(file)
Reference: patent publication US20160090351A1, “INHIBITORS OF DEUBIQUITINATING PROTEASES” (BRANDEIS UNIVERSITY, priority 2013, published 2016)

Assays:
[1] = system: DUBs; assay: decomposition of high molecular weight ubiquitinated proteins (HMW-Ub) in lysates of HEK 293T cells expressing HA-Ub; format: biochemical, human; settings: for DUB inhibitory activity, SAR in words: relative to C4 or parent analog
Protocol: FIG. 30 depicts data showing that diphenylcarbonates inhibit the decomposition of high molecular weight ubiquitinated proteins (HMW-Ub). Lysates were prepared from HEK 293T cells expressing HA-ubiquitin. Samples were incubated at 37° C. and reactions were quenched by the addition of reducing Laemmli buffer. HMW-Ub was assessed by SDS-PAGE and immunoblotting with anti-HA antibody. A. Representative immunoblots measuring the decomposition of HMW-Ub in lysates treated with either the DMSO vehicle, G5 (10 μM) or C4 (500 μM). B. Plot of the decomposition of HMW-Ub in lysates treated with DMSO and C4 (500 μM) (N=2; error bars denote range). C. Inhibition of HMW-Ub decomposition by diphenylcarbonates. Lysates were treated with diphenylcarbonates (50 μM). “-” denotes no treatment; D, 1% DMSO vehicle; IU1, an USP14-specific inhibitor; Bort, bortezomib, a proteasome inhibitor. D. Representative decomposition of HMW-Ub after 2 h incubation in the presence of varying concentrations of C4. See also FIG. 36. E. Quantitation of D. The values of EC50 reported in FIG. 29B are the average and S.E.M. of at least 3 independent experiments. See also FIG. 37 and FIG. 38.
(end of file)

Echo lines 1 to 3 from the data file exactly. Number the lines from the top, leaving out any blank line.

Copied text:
Reference: patent publication US20160090351A1, “INHIBITORS OF DEUBIQUITINATING PROTEASES” (BRANDEIS UNIVERSITY, priority 2013, published 2016)

Assays:
[1] = system: DUBs; assay: decomposition of high molecular weight ubiquitinated proteins (HMW-Ub) in lysates of HEK 293T cells expressing HA-Ub; format: biochemical, human; settings: for DUB inhibitory activity, SAR in words: relative to C4 or parent analog